Friday, February 06, 2004

Further Reflections and a Clarification:

(Viz. the Joint Statements of Rerum Novarum and SecretAgentMan's Dossier)

During the past couple of weeks, We at the Dossier in conjunction with Rerum Novarum had occasion to comment jointly on the lamentable acrimony which had sprung up between two of our favorite Christian commentators on the Internet. We also made a short clarifying blog some days later, imploring our friends not to take the original commentary as a casus belli. We sincerely believe, and continue to believe, the truth of what we pointed out in the original commentary (a/k/a "Appeal to the Warring Houses of Montague and Capulet") and in the fairness and aptness of what we wrote in it.

However, on reflection one point should be made that has not, as yet, been made. We spent a good deal of time writing about why we believe the Capulet and Montague cannot get along with one another. We spent little, if any, time explaining our broader perspective that their lapses are -- while having unique aspects in their specific case -- still examples of failings which commonly plague men involved in passionate discourse. Not to put too fine a point on it, their faults have not caused them to do anything which has no examples of their own in our experiences.

Each of us has encountered individuals with whom, for some reason which seems inexplicable to us, civil discourse is extremely difficult if not impossible, even though our interlocutors seemed to get along fine with virtually everyone we and they know. This is not the time or place to expound on those affairs; having already judged our two friends, it is not meet that we should be the first to issue a judgment on ourselves. Others, if there is need, should be respectfully permitted the first opportunity to examine our misdeeds, just as we have taken on ourselves first opportunity to examine the misdeeds of our two friends.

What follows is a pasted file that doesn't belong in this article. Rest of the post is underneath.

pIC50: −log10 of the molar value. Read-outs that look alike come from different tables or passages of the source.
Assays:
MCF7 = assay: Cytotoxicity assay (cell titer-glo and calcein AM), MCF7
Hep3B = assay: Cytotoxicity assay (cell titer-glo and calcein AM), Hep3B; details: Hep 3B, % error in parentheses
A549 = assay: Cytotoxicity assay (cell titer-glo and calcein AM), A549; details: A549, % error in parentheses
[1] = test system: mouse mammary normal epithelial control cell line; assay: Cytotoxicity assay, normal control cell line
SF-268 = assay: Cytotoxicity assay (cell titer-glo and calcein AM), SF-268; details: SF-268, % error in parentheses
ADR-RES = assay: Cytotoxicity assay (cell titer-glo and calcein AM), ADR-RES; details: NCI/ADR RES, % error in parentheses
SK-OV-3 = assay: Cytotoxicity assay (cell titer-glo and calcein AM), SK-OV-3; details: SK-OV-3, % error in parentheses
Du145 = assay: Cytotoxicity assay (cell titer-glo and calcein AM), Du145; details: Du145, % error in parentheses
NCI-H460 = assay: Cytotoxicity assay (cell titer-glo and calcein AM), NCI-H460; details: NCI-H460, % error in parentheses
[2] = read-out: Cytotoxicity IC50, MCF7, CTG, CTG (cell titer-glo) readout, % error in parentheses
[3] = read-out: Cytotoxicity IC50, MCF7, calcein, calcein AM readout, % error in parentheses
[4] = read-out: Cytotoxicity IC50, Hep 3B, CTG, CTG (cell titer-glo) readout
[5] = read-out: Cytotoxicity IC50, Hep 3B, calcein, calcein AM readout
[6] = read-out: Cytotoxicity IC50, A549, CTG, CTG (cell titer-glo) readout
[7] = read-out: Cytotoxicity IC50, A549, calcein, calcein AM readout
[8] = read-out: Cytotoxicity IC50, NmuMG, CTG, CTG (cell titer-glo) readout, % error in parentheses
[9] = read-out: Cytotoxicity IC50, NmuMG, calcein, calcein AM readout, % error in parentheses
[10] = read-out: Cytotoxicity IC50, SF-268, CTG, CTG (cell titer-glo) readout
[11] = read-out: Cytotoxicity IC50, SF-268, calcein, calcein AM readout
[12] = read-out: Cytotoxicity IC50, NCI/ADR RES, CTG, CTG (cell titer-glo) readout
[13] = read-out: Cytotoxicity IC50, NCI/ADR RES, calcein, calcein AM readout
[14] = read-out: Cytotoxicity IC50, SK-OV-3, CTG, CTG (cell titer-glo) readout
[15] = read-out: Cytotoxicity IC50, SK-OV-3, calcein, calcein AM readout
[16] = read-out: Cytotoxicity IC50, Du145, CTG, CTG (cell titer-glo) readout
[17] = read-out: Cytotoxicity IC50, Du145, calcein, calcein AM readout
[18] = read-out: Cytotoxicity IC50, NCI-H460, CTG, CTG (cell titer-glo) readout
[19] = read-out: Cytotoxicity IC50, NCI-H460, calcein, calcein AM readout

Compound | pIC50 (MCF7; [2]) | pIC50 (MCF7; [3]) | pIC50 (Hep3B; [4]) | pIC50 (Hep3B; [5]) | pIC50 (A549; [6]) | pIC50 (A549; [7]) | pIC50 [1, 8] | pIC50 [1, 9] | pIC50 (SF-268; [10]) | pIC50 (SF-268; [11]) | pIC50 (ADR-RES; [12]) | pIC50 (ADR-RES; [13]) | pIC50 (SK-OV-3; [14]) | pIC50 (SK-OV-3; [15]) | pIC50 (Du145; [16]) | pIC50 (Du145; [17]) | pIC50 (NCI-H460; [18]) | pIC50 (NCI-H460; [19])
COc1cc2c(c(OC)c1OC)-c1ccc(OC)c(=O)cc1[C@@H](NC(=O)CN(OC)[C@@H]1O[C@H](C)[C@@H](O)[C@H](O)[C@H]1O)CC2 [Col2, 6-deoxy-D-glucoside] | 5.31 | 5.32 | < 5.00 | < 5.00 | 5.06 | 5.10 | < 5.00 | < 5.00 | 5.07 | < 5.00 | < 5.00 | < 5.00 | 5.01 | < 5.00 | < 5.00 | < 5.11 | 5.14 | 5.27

It is enough that we say clearly that we do not believe our friends are guilty in areas where we ourselves are blameless, and note that our original commentary drew upon our experiences as well as on more abstract sources. We note this publicly in the event that there was any confusion on this matter to thereby dissipate it henceforth in perpetuity.

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